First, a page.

National Post (Latest Edition)

With Ingenuity test, Wright brothers’ plane flies again on Mars

FABRIC FROM FIRST EARTH FLIGHT ABOARD MARS CRAFT

- Chris Knight

The world’s most travelled aircraft has just conquered another planet. When the Ingenuity helicopter made its first brief test flight on the surface of Mars, it carried within its tiny fuselage a piece of fabric, no bigger than a postage stamp. The cloth was part of the covering of the lower left wing of the Flyer, the Wright brothers aircraft that first flew in North Carolina, 118 years ago.

“I can’t believe this thing is sitting on Mars,” marvels Brady Kress, president and CEO of Dayton History, and keeper of that historic fabric.

He explained that NASA reached out to Dayton History with the request when they were designing Ingenuity. The space agency needed something small and lightweigh­t — the entire helicopter weighs just 1.8 kilos on Earth, about as much as a small rabbit. And it had to be sterile. “They didn’t want to affect the surface of Mars with anything,” Kress explains.

That second requiremen­t gave him pause. The wing covering had spent years stored in less than cleanroom conditions, in the Wright brothers’ shed on Hawthorn street in Dayton, Ohio, near the banks of the

Great Miami River. It spent time underwater during a devastatin­g flood in 1913. Still, NASA gave it the green light to fly.

Dayton History has on display another scrap of fabric that flew with John Glenn aboard the space shuttle Discovery in 1998. Another piece that flew on Challenger in 1986 was recovered after the ship exploded. And visitors to the Smithsonia­n in Washington, D.C., can see a piece that was given to Neil Armstrong by the Wright family in 1969, and flew to the moon aboard Apollo 11.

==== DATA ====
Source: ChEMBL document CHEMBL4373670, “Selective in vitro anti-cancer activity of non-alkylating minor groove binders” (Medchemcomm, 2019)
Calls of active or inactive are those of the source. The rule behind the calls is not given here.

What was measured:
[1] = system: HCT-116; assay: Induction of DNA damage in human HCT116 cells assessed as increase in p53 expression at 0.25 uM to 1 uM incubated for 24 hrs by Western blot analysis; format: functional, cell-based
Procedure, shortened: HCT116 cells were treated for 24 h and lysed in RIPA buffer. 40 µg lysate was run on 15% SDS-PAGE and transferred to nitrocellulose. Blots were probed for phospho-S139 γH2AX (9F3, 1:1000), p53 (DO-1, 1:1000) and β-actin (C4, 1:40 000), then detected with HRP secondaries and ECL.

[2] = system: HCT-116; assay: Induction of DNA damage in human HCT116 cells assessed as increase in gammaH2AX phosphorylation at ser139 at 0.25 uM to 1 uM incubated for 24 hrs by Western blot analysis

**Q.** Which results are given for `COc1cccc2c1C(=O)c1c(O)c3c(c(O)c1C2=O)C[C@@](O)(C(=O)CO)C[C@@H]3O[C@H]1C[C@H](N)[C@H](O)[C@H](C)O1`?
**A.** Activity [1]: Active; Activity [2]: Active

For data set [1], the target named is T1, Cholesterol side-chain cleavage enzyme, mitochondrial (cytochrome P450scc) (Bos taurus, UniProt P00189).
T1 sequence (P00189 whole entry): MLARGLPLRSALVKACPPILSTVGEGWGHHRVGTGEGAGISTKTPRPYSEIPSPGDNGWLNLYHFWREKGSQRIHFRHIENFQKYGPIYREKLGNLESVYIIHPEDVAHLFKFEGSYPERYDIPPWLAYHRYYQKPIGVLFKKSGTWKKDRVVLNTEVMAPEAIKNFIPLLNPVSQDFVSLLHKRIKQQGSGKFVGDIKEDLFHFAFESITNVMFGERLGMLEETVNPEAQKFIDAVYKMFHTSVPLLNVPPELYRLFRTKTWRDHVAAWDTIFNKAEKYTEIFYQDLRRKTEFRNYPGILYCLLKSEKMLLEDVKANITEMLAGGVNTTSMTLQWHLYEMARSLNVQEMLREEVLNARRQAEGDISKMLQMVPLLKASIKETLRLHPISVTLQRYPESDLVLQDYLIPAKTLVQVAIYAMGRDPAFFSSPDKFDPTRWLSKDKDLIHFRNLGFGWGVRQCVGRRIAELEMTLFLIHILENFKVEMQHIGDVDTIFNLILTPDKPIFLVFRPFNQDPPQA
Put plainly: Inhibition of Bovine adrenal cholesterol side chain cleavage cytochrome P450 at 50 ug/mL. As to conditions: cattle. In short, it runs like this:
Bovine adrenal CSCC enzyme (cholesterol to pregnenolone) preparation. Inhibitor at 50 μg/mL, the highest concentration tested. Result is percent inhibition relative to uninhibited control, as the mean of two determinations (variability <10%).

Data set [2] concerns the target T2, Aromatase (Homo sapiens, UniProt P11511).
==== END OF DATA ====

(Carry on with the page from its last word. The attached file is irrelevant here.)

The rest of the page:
The Smithsonia­n also has the Wright Flyer on display, but without the original fabric wing covering. That was kept by Orville Wright, who sold off portions of it in the 1940s to fund a restoratio­n effort on another of the Wright brothers’ early aircraft. “There are pieces of it floating around out there,” says Kress.

Dayton History, which works closely with the Wright family and holds the largest collection of Wright brothers artifacts in the world, is the custodian of what remains of the muslin fabric. It’s a tightly woven cotton cloth known as “Pride of the West,” and advertised at the time for use in making “ladies’ undergarme­nts.”

No one thought to send a piece of the Flyer on the ultimate journey past the edge of the solar system on one of the Pioneer or Voyager probes in the 1970s. But another destinatio­n for the historic plane could be Titan, Saturn’s largest moon. NASA has plans to send a helicopter there, launching in 2026 and arriving at the icy moon in 2034.

The Dragonfly helicopter should have an easier time taking to the air. Whereas Mars’s carbon dioxide atmosphere is only one per cent as thick as Earth’s, Titan’s nitrogen-methane mix has 1.5 times the pressure, and just 14 per cent of the gravity. (Mars gravity is 38 per cent of Earth’s.)

Kress says NASA has yet to approach him for another swatch. And he cautions: “They’re not making any more of this fabric, so we’re prudent.” But he’s open to the idea that the Flyer could yet fly on another world. The first flight may have been over a century ago on a windswept hill near coastal Kitty Hawk, N.C. But the Wright brothers’ plane is still very much aloft.

 ?? HANDOUT/NASA/JPL-CALTECH/MSSS/ASU/AFP VIA GETTY IMAGES ?? NASA’S Ingenuity Mars Helicopter is caught by cameras aboard NASA’S Perseveran­ce Mars rover
after its first flight Monday, marking the first powered, controlled flight on another planet.
HANDOUT/NASA/JPL-CALTECH/MSSS/ASU/AFP VIA GETTY IMAGES NASA’S Ingenuity Mars Helicopter is caught by cameras aboard NASA’S Perseveran­ce Mars rover after its first flight Monday, marking the first powered, controlled flight on another planet.

Newspapers in English

Newspapers from Canada